Step 2 - As you can see on the table, the progress bar is already filled, although the ‘value’ for this progress bar should just be calculated by a datetime function. I used those same data values and manually plugged them into the embedded view to make sure that the parameters were being passed in the correct format, and success. Progress bar works with data entered manually.

Step 3: Comment out the progress line that I added. changed the progress bar to only contain two parameters. As soon as I go back to the perspective session it appears to work. As long as I don’t press anything, it will work; however, If I press the toggle for preview mode it throws up errors.

Is this throwing up errors due to the ‘value’ for this progress bar being calculated? Is this perhaps beyond the capability of an Ignition perspective table? I was hoping this table would be able to give dynamic feedback for our operators. Any idea what I could be doing wrong?

Thank you in advance for the awesome support

Don’t put your progress into a “value” object - just pass the progress object. The view you will be using MUST expect a value object as the param, but behind-the-scenes we are taking the data for the column and placing it into a value object ourselves. Your code would result in something like this arriving to the instanced view:

value: {
    value: {
        start: <some_time>
        stop: <some_other_time>

So please use the code as I provided it:

    new_dict["progress"] = {"timeIn": timeIn, "timeOut": timeOut}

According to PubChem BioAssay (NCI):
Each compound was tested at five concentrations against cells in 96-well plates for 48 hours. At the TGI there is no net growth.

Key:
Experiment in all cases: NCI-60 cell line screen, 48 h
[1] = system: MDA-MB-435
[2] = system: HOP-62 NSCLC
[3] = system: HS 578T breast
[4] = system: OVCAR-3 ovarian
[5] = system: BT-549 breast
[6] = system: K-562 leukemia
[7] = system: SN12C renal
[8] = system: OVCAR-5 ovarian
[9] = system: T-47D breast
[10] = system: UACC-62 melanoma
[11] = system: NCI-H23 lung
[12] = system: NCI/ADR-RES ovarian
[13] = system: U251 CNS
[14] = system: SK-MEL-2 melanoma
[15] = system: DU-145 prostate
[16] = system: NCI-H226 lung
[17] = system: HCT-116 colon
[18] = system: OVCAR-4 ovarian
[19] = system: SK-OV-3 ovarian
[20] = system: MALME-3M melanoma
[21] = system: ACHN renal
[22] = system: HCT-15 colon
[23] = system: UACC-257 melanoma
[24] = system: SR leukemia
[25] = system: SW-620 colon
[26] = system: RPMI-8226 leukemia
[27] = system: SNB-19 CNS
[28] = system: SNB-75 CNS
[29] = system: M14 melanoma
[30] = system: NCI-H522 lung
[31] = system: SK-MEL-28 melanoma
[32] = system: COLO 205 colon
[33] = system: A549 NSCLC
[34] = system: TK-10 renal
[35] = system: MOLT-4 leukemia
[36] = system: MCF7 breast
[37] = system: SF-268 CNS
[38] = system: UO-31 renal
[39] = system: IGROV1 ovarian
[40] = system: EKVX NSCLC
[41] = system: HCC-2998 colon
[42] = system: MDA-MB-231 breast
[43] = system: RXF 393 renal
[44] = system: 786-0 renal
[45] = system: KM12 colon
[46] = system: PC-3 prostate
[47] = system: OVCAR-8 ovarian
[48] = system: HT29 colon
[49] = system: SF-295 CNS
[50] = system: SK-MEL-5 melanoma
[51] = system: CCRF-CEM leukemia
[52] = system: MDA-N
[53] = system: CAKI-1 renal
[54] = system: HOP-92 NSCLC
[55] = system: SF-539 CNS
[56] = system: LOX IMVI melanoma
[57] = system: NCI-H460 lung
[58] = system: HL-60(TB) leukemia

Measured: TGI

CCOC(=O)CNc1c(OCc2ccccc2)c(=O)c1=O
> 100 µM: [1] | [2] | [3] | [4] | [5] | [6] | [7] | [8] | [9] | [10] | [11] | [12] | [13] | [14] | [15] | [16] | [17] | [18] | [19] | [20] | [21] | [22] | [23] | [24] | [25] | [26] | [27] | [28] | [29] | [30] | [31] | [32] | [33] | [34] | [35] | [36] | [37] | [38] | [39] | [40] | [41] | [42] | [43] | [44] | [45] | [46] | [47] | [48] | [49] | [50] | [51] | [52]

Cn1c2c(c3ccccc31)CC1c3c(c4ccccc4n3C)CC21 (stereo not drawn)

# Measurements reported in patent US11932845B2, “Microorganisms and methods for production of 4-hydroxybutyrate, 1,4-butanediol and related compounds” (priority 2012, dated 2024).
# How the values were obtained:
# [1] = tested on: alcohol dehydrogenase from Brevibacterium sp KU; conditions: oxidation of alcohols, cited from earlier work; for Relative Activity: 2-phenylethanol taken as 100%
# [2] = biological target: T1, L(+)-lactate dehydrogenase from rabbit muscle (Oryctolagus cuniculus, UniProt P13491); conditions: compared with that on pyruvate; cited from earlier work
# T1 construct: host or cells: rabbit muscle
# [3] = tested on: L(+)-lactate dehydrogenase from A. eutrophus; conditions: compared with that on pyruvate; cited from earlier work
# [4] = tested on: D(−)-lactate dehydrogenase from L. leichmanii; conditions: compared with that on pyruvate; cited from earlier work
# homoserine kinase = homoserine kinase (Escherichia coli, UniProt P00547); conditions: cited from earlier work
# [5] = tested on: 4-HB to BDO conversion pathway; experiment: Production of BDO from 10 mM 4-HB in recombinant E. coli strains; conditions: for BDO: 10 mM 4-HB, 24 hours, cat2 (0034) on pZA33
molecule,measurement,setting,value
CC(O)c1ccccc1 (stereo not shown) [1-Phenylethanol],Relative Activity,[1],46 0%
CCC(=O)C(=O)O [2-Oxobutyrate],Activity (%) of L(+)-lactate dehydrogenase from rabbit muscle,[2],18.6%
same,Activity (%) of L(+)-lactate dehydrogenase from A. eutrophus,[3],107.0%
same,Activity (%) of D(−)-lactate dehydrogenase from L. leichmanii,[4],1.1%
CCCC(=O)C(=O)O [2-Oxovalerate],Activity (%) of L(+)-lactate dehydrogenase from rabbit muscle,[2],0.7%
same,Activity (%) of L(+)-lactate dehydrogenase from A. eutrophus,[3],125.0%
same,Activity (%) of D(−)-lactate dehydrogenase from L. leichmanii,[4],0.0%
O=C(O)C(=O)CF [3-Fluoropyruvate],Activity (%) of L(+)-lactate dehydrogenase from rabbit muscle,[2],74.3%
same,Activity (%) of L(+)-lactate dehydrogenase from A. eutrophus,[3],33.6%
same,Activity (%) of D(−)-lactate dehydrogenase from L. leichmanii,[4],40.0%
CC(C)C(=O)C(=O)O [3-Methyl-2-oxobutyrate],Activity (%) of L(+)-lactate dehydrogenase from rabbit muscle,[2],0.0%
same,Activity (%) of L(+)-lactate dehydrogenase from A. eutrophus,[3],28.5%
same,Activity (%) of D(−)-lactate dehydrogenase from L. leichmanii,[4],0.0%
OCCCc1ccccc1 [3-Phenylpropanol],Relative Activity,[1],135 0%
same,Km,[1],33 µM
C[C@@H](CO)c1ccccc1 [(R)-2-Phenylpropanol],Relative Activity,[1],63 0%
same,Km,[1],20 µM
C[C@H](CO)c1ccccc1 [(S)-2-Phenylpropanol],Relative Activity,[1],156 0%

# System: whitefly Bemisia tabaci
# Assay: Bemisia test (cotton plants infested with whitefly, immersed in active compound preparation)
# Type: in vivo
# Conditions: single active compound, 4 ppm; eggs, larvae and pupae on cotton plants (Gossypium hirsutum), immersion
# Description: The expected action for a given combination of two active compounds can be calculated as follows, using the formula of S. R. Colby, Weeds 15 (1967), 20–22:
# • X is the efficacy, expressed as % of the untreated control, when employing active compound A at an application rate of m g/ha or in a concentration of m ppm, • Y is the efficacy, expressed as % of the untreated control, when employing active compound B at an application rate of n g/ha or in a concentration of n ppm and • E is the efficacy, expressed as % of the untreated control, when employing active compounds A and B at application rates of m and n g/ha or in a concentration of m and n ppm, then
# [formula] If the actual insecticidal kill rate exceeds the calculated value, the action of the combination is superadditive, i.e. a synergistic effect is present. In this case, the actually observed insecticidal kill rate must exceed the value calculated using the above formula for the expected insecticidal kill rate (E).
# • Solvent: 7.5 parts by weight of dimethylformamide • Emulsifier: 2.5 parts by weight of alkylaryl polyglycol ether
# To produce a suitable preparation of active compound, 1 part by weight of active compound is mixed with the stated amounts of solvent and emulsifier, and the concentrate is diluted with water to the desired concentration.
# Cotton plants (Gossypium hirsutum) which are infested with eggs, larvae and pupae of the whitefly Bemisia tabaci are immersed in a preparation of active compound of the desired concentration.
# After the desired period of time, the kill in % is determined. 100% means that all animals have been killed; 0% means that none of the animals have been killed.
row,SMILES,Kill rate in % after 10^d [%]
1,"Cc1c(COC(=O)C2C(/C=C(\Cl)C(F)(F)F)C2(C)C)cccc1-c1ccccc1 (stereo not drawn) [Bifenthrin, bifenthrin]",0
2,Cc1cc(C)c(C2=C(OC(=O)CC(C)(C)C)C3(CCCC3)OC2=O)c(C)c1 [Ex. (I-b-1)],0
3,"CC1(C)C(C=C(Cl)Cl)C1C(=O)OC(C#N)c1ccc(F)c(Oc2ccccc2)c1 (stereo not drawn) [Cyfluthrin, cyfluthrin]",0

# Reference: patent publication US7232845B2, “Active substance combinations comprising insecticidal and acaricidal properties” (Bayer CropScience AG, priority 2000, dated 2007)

This will result in the embedded (instanced) view expecting a param shape like this (because we take the true value of the cell and jam it into a param named value) :
Screen Shot 2021-04-12 at 5.18.30 PM

Something you could also do is place a chnage script on the value object of the instanced view which prints the new value:


This will allow you to see the shape of the object coming through at a given time.

Also, from your screenshots I’m inclined to believe that something is not quite right with your dates; some of those values look like strings (green text) and some look like dates (grey text with a calendar icon to the right). If your value types are mismatched then you would absolutely encounter errors. You should safeguard your logic to be resilient to these potential mismatches of type so that you can convert them to something you can safely use.


I agree about the dates. I have already checked my incoming dates format and the data as it is stored in the database, and both seem to match.

It seems to be when the data is fetched by the query, for some reason, but I am not sure why it is grabbing them in different formats. I tried importing a couple java libraries to try and reformat the data in the script transform but just got compile errors when trying

2 posts were split to a new topic: Dataset json content passed as string within table